mid-15c., "intense, fervent, great," from Old French intensif (14c.) and Medieval Latin intensivus, from Latin intens-, past participle stem of intendere "turn one's attention; strain, stretch" (see intend).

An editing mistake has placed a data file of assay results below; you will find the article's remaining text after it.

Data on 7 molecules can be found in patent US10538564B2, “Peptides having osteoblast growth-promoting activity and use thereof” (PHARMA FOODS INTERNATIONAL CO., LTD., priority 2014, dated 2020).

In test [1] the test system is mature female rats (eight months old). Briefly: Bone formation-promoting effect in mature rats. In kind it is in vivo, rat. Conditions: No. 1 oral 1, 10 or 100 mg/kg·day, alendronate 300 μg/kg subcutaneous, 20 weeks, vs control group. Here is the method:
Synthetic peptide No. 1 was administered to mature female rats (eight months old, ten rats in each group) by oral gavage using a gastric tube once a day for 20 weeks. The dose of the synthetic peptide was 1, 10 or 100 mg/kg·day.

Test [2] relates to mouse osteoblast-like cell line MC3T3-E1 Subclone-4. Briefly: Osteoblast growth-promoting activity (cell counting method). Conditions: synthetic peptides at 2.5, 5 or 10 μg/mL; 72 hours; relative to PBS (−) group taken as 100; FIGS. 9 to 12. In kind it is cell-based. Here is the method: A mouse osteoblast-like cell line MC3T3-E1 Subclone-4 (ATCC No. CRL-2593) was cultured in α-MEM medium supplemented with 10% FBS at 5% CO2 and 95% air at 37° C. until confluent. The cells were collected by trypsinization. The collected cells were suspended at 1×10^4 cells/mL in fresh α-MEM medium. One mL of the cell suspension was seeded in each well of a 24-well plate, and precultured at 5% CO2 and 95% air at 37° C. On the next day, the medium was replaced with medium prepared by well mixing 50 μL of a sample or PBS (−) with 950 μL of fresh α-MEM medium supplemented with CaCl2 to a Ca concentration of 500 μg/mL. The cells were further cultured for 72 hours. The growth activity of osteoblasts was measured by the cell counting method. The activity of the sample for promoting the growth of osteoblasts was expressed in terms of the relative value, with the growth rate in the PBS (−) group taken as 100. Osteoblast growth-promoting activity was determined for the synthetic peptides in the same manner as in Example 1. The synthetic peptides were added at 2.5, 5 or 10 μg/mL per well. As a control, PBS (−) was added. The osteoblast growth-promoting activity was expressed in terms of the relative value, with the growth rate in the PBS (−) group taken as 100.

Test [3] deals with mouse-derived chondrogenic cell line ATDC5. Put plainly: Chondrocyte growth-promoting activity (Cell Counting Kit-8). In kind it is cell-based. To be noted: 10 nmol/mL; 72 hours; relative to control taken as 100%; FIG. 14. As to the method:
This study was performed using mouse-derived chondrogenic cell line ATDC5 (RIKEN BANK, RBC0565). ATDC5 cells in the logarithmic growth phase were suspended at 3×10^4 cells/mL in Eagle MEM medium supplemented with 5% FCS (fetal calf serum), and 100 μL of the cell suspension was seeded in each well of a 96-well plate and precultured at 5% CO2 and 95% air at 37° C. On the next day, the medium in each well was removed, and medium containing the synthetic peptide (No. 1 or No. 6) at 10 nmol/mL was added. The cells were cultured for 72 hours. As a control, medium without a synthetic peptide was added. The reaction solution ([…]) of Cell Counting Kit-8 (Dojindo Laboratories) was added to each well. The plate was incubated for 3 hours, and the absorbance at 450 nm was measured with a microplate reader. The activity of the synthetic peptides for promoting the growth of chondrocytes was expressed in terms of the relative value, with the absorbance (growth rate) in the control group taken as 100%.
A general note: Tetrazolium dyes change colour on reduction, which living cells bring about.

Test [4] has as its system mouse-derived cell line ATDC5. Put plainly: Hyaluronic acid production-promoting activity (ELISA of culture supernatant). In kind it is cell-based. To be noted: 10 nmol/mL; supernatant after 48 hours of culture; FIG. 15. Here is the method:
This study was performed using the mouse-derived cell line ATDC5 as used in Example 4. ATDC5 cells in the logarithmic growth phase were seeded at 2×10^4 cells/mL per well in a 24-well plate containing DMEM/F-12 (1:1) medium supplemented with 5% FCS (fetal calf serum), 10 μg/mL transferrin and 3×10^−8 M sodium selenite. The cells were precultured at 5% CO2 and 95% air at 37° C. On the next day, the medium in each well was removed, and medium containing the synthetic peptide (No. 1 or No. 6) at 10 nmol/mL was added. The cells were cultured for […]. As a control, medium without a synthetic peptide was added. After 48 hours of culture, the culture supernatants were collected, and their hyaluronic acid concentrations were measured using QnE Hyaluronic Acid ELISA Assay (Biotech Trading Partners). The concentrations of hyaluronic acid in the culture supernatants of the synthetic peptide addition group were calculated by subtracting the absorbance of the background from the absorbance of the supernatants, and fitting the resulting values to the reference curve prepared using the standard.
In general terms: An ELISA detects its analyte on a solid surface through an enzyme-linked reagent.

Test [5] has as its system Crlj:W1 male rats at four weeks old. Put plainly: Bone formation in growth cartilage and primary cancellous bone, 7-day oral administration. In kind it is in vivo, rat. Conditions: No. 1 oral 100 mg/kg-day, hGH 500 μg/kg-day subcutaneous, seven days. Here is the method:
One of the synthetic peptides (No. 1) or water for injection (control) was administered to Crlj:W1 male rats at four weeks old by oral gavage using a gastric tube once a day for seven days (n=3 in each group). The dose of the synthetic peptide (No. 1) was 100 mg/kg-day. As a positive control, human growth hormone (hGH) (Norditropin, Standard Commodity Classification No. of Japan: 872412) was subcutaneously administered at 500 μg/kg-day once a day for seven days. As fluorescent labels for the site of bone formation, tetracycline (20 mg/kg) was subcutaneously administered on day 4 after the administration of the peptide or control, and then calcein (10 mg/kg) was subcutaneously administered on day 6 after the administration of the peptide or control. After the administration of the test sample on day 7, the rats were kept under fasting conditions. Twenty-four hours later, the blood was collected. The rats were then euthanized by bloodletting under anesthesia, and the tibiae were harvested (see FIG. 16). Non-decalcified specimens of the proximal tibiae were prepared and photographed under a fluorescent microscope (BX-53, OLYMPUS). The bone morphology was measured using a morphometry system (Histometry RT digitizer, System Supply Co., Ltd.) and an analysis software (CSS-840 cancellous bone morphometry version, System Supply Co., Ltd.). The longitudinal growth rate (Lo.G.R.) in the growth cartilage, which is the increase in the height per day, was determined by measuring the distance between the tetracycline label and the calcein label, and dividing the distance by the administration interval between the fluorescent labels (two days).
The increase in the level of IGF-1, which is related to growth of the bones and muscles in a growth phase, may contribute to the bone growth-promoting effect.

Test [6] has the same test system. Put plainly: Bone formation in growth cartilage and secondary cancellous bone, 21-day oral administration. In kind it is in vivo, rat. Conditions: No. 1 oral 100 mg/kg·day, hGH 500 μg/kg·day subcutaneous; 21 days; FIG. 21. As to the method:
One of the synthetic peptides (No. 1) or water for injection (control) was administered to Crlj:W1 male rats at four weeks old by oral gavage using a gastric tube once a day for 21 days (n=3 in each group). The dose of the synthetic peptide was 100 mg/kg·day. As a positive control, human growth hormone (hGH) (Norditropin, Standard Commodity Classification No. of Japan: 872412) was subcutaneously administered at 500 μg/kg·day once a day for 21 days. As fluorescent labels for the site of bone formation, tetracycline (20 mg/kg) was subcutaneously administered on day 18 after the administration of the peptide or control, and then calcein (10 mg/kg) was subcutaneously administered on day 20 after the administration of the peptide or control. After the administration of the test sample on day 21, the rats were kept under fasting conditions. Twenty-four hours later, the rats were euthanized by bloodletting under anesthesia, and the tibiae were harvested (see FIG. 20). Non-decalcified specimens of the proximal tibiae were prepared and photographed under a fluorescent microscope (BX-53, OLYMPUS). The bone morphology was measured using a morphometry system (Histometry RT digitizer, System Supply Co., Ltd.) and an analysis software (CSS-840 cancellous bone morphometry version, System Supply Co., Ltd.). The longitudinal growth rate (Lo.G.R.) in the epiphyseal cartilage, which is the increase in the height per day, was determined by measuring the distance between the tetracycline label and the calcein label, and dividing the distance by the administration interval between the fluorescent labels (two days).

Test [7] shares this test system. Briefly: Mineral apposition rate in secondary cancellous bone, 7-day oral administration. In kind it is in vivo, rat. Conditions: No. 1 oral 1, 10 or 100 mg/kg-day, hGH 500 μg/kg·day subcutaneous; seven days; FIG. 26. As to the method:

Grammatical meaning "expressing intensity" is from c. 1600; as a noun, "something expressing intensity," 1813, from the adjective. Alternative intensitive is a malformation. Intensive care attested from 1958. Related: Intensively; intensiveness.
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